Cracker don’t belong in dis hood

Eric Chaney
Fort Leonardwood, MO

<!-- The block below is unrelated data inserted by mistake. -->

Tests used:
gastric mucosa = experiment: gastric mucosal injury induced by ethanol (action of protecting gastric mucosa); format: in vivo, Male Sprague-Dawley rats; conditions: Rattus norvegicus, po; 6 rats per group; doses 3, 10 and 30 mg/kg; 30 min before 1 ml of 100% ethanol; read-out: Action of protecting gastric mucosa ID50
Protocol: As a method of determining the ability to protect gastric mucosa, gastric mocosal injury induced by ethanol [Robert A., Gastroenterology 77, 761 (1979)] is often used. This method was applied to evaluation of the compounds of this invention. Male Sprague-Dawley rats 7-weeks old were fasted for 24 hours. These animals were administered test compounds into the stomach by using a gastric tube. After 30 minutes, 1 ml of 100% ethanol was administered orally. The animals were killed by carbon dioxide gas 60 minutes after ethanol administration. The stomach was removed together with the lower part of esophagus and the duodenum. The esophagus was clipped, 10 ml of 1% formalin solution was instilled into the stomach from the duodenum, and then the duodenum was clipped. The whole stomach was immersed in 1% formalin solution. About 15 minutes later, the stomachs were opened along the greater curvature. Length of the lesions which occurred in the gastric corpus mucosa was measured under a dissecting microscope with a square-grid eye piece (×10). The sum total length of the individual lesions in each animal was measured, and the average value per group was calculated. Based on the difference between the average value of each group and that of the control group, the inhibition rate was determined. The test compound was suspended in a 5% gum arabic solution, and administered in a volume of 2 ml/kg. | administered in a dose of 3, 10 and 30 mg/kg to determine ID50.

Serving in the Army I was stationed in Washington DC. When I arrived I worked in an office of 7 African Americans one Hispanic and me the only white guy. The guys in the office where great we were like family but they briefed me that there are parts of the city white people were not allowed. I laughed it off. One day in 1998 I was going for lunch and wanted to go to a neighborhood joint that the guys had taken me before. When I entered a lone white guy all eyes were on me as I got to the counter to order the lady just looked at me for a second and I hadn’t noticed the two guys that had stood until one told me I didn’t belong in that neighborhood and I needed to leave. I started to tell him I wasn’t looking for trouble and I had eaten here before but others had joined in telling the other people they were with that I needed to leave and that I was going to be beat down. The woman behind the counter even said that I needed to take my cracker ass someplace else. A woman and another man had joined the other two that were confronting me when one of the guys flashed a gun in his belt. I said I was leaving and all of a sudden there wasn’t a face in the crowd that wasn’t smiling except mine. I never told the guys in the office what happened but I never went back with them either. Over the six years I lived in the district I experienced an over whelming amount racism. It is the chocolate city after all vanilla beans have a hard time growing in that soil.

 

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